Yankees’ Anthony Rizzo back; won’t answer vaccine question

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TAMPA — The Yankees brought back Anthony Rizzo for a variety of reasons: his lefty power bat, his solid defense at first base — and his championship pedigree, having been a key piece to the Cubs title-winning team in 2016.

Rizzo made his first appearance on the field at Yankees camp Thursday, after agreeing to a two-year, $32 million deal with an opt-out after this season.

“This is where I wanted to be,’’ said Rizzo, part of a class of first basemen that included free agents Freddie Freeman and Kyle Schwarber, as well as Matt Olson, who was traded from Oakland to Atlanta.

Now that Freeman is a Dodger and Schwarber is in Philadelphia, Rizzo is pleased to be back in The Bronx and he likes the Yankees’ chances.

“Experience is definitely crucial, and there’s experience in that locker room,’’ Rizzo said. “The Yankees have not won in a few years, but they’ve had postseason runs. … This game is hard. Everyone wants to put the next dynasty out there, but this game is so competitive now.”

Yankees first baseman Anthony Rizzo flips the ball to first base during fielding practice at George M. Steinbrenner Field, the Yankees Spring Training home in Tampa.
Anthony Rizzo
Charles Wenzelberg/New York Po

Rizzo pointed to two of the last World Series champions as examples, with the Braves surprising last year and the Nationals turning their season around to win it all in 2019.

“It really puts that in perspective,’’ Rizzo said. “Were the Braves the most talented team last year? Absolutely not. But they came together at the end and were the best team. Player-wise, they had the right formula. And you need a couple bounces and the experience of getting punched and not losing focus.”

With three weeks remaining until Opening Day, the Yankees likely aren’t done maneuvering and figure to move Luke Voit, who doesn’t have a place to play regularly.

Asked if he thought the front office was finished making moves on the roster, Aaron Boone responded, “What I would say to that is I haven’t seen much of [GM Brian Cashman] in the last couple days because he has been busy. … Guys are working overtime right now, especially on top of trying to round out our club and explore different options, things like arbitration numbers. So there’s a lot going on in this condensed version with no three months of the offseason.”

Managing general partner Hal Steinbrenner has already said the Yankees have a “championship-caliber” team.

If he’s to be proven right, Rizzo will have to play a major role.

He provides a left-handed bat, which is among the reasons the Yankees prefer Rizzo over Voit.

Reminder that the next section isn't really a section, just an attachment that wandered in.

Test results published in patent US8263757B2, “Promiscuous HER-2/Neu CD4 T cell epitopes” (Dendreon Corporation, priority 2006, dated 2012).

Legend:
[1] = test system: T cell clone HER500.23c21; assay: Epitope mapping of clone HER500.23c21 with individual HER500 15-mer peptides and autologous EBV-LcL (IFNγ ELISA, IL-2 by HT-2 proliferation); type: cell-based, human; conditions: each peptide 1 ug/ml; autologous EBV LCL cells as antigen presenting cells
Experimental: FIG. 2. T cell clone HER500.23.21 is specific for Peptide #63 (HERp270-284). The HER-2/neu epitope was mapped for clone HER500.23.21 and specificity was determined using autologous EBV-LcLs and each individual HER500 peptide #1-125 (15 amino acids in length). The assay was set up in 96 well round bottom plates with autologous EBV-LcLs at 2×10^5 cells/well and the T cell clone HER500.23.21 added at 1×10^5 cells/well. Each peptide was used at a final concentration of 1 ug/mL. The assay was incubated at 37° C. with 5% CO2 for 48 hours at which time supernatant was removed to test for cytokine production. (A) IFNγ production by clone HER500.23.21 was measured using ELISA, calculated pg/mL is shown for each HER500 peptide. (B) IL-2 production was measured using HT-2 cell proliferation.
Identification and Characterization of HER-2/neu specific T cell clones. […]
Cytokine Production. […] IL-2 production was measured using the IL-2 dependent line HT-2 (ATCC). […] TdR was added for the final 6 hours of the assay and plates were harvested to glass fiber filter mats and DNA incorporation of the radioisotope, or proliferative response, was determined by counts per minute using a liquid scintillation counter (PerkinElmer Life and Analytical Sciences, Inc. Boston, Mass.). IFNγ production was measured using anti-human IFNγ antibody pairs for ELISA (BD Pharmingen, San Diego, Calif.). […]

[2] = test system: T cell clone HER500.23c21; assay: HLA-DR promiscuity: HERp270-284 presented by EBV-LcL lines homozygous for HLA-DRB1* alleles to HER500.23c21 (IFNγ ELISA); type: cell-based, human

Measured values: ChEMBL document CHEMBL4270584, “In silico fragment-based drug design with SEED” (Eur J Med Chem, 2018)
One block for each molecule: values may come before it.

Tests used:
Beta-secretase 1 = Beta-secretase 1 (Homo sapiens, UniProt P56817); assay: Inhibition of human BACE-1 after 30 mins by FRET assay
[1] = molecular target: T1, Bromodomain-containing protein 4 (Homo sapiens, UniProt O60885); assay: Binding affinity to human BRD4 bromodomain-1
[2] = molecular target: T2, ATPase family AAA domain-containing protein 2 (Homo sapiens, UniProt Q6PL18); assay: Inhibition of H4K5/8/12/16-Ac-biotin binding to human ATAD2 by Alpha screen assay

Yankees first baseman Anthony Rizzo hits a home run during batting practice at spring training.
Anthony Rizzo hits a home run during batting practice at spring training.
Charles Wenzelberg/New York Po

And they have to hope he returns to the form he showed when he first arrived in the trade from the Cubs last July, when Rizzo went 9-for-32 with three homers in his first nine games as a Yankee.

He was then sidelined by COVID and was not as productive down the stretch.

After saying last year that he was not vaccinated, Rizzo on Thursday declined to divulge his status, as the Yankees deal with City Hall regarding the private-sector workplace mandate that would prevent unvaccinated players from playing in The Bronx.

“I don’t think we’ll really have to worry about any of that,’’ Rizzo said. “We’ll see what the mandates are. I’m not too concerned.”

When pressed on the issue, Rizzo said he preferred to keep his vaccination information private, citing the “backlash” he received online last year when he said he was not vaccinated.

As for how Rizzo will impact the Yankees, Boone praised his offense, defense and leadership.

“Obviously, he caught fire as soon as he came to us and I think in a lot of ways COVID kind of … cut into the ascent he was on,’’ Boone said. “I think it took him a while to get back going physically because it did knock him out for a couple weeks physically. It kind of killed some of the momentum he was building. I fully expect Anthony [to have] a really good shot at having a year that’s been in line with what he’s done in his career, which is a lot of production.”

He’s been less productive in each of the past two seasons, but the 32-year-old said he’d made some adjustments to his swing.

“Hopefully it pays off,’’ Rizzo said.

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